Frankfurt’s Robert Johnson is one of Germany’s key clubs whose label Live At Robert Johnson has just released its first compilation of sparkling house jams.
“Offenbach ist nicht Berlin.” That’s the motto of the storied Robert Johnson club, a bohemian paradise on the banks of the Main. Just as its all-night disco antics offer a cheerful reproach to the Calvinist mores of Frankfurt, whose skyline glitters across the river, the 13 year-old club also presents a playful alternative to Berlin institutions like Watergate and Berghain/Panorama Bar: it’s smaller in size, woolier in feel, and maybe even wilier in its ambitions.
As for its in-house label, Live at Robert Johnson, the list of artists who have recorded mix CDs—Chloé, Prins Thomas, Ivan Smagghe, Roman Flügel, Dixon, Thomas Hammann & Gerd Janson, Arto Mwambe, and founder Ata—suggests the scope of the club’s open-minded aesthetic. Since 2009, LARJ has also built up a fine catalog of left-field house and techno releases, ranging from The Citizen Band’s ramshackle circus tunes to Flügel’s Duran Duran-sampling “Brian Le Bon”. Lifesaver is the label’s first compilation, and it reinforces the idea that Robert Johnson represents not so much a sound as a state of mind, where the wooden dancefloor acts like a springboard to a magical world.
Lifesaver varies widely in tempo, from the slow-motion creep of Chinaski’s “Lunch” to the jittery techno of Portable‘s “NanoFlower”, and while low-key, analog-leaning house tracks predominate, the comp also ranges considerably in style, from mid-tempo synth boogie (Pagliara’s “LM2-808-SH101-MP-P6-JP4-P5-SPX90”) to moon-stomping dub (Tuff City Kids’ “People Is a Crackhead”). It even dips briefly into pulsing ambient with The Citizens Band’s “Descend”, which hangs teasingly in the balance between Vainqueur and Oneohtrix Point Never. But there’s a common thread running through all 11 tracks, which shimmer with hope and delight in updating familiar sounds with a tinge of strangeness.
Call it the romance of the long night. Although unmixed, the compilation does a wonderful job of compressing the midnight-to-sunrise run into little more than an hour. It begins with the woozy “Lunch”, by the newcomer Chinaski, and picks up steam with Pagliara’s ode to Metro Area; it peaks with its penultimate track, an explosion of flutes and drones and stuttering drums by the South African-born, Lisbon-based producer Portable. Tuff City Kids’ dubby, druggy “People Is a Crackhead” brings the album to a close on an appropriately bleary note, with mournful melodica twined around wordless voices, and dub delay stretching out like stepping stones between the dancefloor and a comfy mattress.
The bulk of the album is given over to various takes on sparkling, 120-BPM house jams. Lauer, whose “H.R. Boss” is one of LARJ’s catchiest singles, proves himself once again to be a master of expressive hypnosis with “Hector”. It’s an emotionally ambiguous track, with a repeated guitar riff that sounds like an unanswered question, but the way its eighth-note bassline keeps returning to the root feels calmly definitive; whoever Hector is, we’ll assume he’s a cautious optimist. Orson Wells, another newcomer, explores sundown-y house vibes on “At Play”, a DX-drenched song halfway between Smallville and Maxmillion Dunbar, and LARJ regular San Laurentino plays with similarly chiming sounds on the rosy “Final Landing”.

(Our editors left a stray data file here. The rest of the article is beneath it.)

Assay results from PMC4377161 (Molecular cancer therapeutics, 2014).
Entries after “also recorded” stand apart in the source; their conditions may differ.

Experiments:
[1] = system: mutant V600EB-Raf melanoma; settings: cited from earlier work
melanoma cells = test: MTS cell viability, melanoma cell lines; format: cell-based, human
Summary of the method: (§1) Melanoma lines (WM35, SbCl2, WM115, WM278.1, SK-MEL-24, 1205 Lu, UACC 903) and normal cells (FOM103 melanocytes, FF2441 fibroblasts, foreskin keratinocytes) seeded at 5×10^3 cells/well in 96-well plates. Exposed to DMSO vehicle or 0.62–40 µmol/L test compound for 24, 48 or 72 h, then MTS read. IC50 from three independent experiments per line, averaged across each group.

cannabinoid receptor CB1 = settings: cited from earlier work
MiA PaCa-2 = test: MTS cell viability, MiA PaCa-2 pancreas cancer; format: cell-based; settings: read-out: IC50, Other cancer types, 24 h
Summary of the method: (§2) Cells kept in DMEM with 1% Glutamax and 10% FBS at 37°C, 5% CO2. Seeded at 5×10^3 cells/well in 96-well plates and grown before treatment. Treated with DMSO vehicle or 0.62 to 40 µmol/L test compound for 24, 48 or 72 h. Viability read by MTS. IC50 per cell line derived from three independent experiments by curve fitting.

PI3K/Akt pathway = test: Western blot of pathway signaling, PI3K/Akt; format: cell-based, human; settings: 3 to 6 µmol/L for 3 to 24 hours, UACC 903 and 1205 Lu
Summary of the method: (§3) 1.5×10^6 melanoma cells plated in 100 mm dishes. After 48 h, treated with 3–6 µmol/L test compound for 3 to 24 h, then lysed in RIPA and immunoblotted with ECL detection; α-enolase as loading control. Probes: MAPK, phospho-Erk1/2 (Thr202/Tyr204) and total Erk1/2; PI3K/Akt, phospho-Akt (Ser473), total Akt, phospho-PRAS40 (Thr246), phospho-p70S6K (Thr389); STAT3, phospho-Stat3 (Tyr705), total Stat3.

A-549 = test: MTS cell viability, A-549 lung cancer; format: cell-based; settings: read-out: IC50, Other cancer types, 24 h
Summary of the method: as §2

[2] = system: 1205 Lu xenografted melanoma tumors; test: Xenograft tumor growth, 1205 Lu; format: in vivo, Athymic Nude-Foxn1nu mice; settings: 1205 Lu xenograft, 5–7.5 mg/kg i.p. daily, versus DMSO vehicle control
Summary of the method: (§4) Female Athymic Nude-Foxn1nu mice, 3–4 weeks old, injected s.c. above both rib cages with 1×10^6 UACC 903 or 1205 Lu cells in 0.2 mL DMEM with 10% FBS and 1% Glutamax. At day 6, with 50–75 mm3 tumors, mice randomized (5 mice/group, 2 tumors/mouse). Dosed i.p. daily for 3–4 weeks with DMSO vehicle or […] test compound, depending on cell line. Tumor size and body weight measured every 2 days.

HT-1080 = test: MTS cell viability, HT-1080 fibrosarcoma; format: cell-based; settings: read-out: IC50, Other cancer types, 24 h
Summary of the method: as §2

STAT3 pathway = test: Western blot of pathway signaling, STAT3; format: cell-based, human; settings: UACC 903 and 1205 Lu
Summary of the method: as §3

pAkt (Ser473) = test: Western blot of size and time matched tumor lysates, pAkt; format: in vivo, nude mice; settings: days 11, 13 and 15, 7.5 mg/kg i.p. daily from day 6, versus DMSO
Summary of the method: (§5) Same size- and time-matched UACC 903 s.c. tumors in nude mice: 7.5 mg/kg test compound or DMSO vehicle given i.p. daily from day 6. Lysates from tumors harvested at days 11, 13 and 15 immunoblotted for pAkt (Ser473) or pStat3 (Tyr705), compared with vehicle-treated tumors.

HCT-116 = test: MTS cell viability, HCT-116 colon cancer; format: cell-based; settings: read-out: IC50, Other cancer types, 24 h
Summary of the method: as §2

The Citizen’s Band (aka CB Funk) is the only artist to get two slots on the comp. After his swirling “Descend” provides a sort of ambient intermission, he delves into “Softest Touch”, a swinging, dreamy cut whose crisp drum machines and warm pads again recall Smallville’s brand of Larry Heard-inspired deep house. Benedikt Frey’s “Sometimes” explores similar terrain, with watery chords and an indistinct spoken-word vocal smeared over a crisp kick/hi-hat groove infused with a hint of vinyl crackle; it sounds a little like Beanfield’s “The Season” glimpsed at the bottom of a murky pond.
The album’s toughest track comes from Roman Flügel. “More Is Not Enough” rides a jacking machine groove and pumping chords that instantly scan as ‘classic house’, but his slippery, detuning keys and squealing bleeps (shades of John Tejada!) tip everything slightly on its ear. Unlike so much identikit deep house right now, it turns classic tropes into new possibilities, and it proceeds like a drunken reel through a hall of mirrors, twisting and turning and stumbling, dizzy with delight. The title is telling: “More Is Not Enough”. Robert Johnson may not be as (in)famous as Berghain when it comes to marathon parties, but Lifesaver proves that abandon can be measured many different ways. Smooth as the well-worn floorboards of Robert Johnson’s dancefloor, these understated tracks offer a sublime, seductive window into this unique little club on the Main.~
Lifesaver is out now on Live At Robert Johnson.